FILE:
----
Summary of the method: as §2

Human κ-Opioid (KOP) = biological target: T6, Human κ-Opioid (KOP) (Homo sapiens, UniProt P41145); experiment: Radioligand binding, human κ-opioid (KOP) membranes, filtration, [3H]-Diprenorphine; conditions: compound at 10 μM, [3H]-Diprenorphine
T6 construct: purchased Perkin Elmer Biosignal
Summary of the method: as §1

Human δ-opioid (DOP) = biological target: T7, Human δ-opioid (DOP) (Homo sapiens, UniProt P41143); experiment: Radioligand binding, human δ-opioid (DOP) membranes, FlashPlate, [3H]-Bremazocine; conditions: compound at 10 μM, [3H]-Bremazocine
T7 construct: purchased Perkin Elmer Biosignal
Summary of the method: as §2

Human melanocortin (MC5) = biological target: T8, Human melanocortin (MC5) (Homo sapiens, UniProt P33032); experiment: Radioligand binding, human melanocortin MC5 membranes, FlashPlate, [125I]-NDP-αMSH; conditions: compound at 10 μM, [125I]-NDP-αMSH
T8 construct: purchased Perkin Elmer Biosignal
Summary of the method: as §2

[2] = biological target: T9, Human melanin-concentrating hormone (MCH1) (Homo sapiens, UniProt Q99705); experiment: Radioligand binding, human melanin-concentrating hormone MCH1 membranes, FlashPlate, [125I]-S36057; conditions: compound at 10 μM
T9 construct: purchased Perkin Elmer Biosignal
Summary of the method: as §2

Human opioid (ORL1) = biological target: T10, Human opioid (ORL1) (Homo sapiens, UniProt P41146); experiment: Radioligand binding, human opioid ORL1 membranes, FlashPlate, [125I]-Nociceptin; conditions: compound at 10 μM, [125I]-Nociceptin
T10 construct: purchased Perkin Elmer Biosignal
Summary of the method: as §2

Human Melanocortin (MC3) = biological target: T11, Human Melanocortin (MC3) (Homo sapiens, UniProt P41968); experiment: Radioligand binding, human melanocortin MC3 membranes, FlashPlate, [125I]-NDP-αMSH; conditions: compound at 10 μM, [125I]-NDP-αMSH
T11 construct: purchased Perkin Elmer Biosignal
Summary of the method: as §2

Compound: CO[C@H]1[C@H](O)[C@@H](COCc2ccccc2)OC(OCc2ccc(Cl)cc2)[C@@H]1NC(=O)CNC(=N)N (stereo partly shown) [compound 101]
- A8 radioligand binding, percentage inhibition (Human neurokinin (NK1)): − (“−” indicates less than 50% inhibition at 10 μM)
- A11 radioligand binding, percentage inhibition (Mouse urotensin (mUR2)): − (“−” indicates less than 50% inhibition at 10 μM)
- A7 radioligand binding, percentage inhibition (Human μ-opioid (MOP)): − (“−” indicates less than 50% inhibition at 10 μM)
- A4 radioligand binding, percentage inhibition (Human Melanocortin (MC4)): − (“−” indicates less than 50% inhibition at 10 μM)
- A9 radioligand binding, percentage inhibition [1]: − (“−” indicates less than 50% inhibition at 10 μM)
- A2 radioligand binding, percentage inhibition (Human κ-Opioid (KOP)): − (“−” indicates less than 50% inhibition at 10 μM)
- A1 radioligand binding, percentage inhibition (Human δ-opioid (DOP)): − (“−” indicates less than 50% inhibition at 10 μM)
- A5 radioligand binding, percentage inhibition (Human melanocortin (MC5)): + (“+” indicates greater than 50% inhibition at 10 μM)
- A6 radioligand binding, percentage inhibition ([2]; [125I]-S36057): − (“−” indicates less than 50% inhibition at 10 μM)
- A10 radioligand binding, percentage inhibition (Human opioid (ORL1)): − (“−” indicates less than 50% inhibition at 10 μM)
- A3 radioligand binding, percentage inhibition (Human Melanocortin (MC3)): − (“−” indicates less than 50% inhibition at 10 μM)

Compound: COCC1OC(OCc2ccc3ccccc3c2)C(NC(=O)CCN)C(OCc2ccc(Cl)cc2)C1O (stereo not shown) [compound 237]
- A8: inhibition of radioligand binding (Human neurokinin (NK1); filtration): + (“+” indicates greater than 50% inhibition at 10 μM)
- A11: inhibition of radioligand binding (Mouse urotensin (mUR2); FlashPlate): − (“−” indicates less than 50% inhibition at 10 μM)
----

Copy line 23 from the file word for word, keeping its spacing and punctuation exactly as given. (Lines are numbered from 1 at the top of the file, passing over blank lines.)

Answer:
- A7 radioligand binding, percentage inhibition (Human μ-opioid (MOP)): − (“−” indicates less than 50% inhibition at 10 μM)